January was a peculiar month in that the New Year kicked off with a general feeling of malaise in terms of market sentiment stemming from what proved to be a disappointing holiday selling season. The stock market commenced the year trading at the December low as economic data continued to disappoint. The Fed, reacting to the string of weak Q4 economic reports and continued stubborn inflation readings, communicated that they would reduce the magnitude of rate hikes again from 50- to 25-basis points. In holding to their word, they did so at their February 1st meeting. Moreover, the committee members loosely suggested that the peak of the rate would reach 5% and not the 5.25% to 5.50% they communicated just 3 months earlier. That change in messaging succeeded in boosting investor concerns as witnessed in both stock prices and bond yields. The 30-year kicked off 2023 yielding 3.96%, only to close the month at 3.63%, as investors fretted that the economy was on the verge of recession and the Fed would be forced to cut rates later this year. Paradoxically, equity indices rallied for the same reason. The S&P 500 gained more than 6% for the month. While still more than 15% below the all-time high touched in December 2021, the index has rallied nearly 20% off of the 2022 low touched last October.

Halyard’s Weekly Wrap – 02/03/23

We thought the lead story for this week was going to be the less hawkish, post-FOMC press conference, but in fact it’s the January employment report. Economists had been forecasting that the economy would add 188,000 jobs in January and the unemployment rate would tick up to 3.6%. Given the increasing number of layoff announcements since December, we thought the actual release would have been about half of the expectation. Instead, the economy generated a staggering 517,000 new jobs during the month and the unemployment rate ticked down to 3.4%. There was no weakness in any of the subcomponents and, to be honest, the report was bewildering.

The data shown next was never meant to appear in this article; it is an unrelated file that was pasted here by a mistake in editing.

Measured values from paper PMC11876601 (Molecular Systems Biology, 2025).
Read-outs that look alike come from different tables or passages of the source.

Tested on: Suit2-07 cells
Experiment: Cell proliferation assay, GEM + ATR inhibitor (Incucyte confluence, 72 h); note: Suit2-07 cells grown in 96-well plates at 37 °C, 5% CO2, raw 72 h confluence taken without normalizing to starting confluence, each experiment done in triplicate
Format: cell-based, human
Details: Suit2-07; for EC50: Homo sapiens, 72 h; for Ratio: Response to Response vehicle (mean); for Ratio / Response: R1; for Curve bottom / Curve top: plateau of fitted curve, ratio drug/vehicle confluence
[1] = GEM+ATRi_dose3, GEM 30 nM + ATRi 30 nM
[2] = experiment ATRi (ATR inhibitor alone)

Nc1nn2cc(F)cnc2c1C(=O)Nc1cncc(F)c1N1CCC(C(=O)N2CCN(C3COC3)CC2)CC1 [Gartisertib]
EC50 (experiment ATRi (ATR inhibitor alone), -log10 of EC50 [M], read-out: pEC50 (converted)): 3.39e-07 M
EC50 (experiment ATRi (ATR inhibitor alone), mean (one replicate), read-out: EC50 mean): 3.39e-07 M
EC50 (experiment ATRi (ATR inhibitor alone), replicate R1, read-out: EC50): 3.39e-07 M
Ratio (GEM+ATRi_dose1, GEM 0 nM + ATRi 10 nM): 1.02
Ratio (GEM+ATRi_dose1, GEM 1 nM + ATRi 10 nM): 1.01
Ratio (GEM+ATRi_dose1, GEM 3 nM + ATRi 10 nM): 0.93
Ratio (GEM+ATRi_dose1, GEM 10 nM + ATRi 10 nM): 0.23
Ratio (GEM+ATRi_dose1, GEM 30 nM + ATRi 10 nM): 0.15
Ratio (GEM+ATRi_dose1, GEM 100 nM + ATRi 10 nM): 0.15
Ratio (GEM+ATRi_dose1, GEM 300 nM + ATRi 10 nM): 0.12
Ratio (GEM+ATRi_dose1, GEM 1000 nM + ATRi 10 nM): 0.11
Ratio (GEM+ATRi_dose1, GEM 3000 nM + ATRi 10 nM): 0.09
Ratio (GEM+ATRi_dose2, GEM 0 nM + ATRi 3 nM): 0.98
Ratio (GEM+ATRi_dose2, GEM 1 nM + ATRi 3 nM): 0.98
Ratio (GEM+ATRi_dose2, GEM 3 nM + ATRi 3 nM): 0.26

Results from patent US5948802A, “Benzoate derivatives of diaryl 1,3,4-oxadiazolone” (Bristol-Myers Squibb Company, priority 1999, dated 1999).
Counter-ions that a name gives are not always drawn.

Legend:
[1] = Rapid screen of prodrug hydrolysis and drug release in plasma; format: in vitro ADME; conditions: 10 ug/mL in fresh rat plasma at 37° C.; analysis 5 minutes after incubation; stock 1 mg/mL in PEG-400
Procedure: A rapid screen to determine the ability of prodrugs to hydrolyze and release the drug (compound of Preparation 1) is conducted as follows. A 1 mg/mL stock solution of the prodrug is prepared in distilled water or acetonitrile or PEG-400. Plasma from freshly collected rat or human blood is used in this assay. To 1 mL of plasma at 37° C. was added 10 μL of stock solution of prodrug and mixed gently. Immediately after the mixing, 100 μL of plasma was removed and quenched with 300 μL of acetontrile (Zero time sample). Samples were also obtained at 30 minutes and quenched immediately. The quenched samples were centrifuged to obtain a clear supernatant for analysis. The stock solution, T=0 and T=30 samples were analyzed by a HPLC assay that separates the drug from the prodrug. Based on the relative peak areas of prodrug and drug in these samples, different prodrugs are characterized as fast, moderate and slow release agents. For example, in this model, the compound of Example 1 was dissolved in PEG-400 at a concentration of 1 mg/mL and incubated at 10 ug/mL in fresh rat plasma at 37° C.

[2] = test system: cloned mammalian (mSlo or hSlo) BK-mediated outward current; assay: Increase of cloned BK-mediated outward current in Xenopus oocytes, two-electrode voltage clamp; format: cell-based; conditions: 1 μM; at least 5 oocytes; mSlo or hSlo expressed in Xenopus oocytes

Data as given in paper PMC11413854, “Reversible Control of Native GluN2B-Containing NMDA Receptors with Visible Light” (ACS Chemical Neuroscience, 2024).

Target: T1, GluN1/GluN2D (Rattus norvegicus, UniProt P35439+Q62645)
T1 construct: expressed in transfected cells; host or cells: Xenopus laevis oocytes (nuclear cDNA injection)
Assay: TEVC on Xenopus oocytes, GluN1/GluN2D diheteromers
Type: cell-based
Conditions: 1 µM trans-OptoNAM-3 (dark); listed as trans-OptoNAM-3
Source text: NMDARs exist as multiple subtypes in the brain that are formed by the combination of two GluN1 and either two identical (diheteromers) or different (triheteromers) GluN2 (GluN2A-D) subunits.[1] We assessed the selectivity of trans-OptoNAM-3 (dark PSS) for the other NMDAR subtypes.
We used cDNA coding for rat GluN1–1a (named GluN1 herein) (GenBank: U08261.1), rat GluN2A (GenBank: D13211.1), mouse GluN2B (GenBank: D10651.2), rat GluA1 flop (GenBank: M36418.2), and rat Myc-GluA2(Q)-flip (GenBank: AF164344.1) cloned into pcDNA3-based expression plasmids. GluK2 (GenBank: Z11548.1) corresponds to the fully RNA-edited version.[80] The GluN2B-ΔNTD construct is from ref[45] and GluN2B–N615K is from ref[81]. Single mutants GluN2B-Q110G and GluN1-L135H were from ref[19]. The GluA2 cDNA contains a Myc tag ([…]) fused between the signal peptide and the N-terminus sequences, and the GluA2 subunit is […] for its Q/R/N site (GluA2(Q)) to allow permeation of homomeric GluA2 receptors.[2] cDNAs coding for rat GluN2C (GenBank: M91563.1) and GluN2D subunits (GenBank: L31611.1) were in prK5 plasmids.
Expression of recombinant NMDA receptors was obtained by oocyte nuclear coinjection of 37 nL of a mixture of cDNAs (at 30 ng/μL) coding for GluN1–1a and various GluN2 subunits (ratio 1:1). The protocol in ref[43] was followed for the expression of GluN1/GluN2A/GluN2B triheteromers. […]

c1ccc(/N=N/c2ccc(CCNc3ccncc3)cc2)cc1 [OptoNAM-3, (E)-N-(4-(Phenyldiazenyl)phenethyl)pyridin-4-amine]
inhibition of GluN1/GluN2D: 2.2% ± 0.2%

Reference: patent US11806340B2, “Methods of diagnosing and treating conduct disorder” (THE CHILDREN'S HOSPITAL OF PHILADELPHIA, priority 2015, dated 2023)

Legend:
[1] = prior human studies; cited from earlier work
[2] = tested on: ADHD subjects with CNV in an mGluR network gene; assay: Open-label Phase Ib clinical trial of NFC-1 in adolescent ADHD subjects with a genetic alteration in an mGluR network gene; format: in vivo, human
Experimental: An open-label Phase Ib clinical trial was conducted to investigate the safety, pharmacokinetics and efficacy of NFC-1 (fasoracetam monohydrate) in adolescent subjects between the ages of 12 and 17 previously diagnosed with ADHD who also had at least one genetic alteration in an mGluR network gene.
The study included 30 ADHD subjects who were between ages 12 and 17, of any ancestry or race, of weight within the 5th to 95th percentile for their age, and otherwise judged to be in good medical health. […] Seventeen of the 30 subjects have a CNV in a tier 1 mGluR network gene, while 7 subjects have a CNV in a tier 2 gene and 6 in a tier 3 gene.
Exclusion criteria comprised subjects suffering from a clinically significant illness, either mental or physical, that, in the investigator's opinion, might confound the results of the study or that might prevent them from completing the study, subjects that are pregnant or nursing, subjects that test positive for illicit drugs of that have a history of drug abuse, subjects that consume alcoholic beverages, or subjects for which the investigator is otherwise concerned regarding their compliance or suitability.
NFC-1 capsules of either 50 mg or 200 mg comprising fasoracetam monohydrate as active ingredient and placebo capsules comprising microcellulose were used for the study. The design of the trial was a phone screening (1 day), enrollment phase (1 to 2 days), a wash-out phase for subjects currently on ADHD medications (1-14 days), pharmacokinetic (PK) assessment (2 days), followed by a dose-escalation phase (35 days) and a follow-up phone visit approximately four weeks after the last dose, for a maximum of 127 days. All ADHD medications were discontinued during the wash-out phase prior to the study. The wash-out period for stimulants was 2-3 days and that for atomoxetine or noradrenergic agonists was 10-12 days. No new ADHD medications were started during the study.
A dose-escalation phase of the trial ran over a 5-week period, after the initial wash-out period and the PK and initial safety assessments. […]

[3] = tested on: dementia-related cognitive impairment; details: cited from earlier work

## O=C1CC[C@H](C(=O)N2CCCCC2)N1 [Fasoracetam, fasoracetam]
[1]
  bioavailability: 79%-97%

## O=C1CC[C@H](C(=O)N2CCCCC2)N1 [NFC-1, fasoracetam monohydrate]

Halyard’s Weekly Wrap – 01/27/23

Fourth quarter GDP registered 2.9% annualized growth, beating the 2.6% expectation, but as is often the case with economic data, the devil is in the details. The growth was driven by rising inventories, government spending, and softening imports. The weakness in imports is mostly due to the Chinese covid quarantine and the resultant slowdown in production. With the Chinese factories humming again, we expect that net imports will revert to being a drain on GDP in the first quarter. Similarly, inventories added nicely to the headline number but that is also likely to flatten this winter. The biggest disappointment in the release was private final domestic demand. The measure of how much Americans wanted to consume fell from 1.1% in Q3 to 0.3% in Q4. That’s a significant slippage in demand, which jibes with the disappointing retail sales registered in the last two months of 2022.